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Randomised controlled trial
High-protein and low-glycaemic diets improve dietary compliance and maintenance of weight loss in overweight adults who have lost weight on a low-calorie diet
  1. Peter Clifton
  1. Baker IDI Heart and Diabetes Institute, Adelaide, South Australia, Australia
  1. Correspondence to: Peter Clifton
    Baker IDI Heart and Diabetes Institute, Level 3, 195 North Terrace, Adelaide, SA 5000, Australia; peter.clifton{at}

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Long-term weight maintenance is difficult, and there is very limited and variable evidence about the value of altering macronutrient composition in order to improve weight maintenance for periods of 6 months or longer. A higher protein diet has been shown to be useful in some longer studies,1,,3 but there are no data to support a low-glycaemic index (GI) diet.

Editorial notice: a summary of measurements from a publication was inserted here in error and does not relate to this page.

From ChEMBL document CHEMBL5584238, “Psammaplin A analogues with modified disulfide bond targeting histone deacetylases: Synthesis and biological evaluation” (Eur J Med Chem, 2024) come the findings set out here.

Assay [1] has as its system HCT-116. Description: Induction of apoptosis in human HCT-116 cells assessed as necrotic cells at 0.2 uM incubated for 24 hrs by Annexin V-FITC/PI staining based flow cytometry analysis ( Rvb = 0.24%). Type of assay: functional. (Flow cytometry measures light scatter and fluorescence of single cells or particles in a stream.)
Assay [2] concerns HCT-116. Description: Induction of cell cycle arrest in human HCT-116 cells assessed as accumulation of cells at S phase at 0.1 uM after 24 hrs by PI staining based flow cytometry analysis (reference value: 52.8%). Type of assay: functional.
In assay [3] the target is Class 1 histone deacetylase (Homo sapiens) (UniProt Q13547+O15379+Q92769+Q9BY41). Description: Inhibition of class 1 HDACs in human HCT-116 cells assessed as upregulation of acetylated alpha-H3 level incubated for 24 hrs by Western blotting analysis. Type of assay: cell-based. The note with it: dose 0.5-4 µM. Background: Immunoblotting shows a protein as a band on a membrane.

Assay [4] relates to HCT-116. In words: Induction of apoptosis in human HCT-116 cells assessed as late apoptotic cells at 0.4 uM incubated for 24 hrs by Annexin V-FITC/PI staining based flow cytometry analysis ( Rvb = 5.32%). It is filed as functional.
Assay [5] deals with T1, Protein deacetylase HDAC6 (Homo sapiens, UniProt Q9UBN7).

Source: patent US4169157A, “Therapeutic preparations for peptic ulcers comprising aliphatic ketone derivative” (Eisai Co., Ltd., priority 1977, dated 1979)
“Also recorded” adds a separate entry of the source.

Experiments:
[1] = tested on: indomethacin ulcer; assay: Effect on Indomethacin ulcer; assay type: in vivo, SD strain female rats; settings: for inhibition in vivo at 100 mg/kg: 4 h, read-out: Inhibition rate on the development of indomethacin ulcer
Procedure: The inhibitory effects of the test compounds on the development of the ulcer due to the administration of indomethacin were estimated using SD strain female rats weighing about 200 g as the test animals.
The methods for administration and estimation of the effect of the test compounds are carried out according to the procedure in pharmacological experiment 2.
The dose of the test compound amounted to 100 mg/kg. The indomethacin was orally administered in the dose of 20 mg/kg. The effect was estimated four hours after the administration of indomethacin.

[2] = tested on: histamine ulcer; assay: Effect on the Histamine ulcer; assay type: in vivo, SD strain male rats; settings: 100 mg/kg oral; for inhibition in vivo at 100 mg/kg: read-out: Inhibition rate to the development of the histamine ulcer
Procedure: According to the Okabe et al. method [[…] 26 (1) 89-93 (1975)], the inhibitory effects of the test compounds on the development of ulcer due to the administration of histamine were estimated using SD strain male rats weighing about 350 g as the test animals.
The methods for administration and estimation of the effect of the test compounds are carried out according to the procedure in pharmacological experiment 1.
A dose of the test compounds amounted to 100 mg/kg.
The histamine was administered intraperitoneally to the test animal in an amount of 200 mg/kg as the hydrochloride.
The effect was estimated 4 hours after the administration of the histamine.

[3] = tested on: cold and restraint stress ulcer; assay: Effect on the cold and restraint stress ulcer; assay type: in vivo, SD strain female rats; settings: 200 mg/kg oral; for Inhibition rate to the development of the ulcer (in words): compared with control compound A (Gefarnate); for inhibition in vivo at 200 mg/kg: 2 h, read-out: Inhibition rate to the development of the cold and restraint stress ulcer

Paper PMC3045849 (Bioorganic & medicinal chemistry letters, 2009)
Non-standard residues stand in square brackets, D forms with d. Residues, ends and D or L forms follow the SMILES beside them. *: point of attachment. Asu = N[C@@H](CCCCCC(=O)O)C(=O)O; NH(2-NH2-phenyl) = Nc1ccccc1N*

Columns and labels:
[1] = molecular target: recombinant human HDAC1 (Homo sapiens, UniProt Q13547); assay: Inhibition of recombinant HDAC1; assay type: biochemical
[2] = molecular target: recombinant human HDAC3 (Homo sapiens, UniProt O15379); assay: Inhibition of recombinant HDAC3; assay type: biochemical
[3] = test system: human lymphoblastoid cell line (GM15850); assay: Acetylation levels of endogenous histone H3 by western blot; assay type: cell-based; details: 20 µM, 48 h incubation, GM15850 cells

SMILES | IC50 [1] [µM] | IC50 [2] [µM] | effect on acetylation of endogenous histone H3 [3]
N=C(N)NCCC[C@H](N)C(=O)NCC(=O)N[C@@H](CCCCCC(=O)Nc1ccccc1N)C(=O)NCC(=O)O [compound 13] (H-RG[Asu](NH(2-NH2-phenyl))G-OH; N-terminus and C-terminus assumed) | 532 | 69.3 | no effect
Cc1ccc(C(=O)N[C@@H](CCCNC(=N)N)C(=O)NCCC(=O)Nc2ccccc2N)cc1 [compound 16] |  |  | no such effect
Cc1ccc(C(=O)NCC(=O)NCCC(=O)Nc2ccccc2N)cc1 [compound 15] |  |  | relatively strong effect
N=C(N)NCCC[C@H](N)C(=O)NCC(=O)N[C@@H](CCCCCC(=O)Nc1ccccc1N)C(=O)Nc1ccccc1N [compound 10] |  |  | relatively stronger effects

A total of 1209 overweight and obese adults (body mass index between 27 and 45) were recruited from eight European countries. Eligible participants were aged between 18 and 65 and had at least one healthy child. They were invited to take part in an 8-week low-calorie diet (3.3–4.2 MJ), and those who achieved at least an 8% weight loss were eligible to participate in a 6-month weight-loss maintenance trial. Of the 938 who took part in the diet, 773 were …

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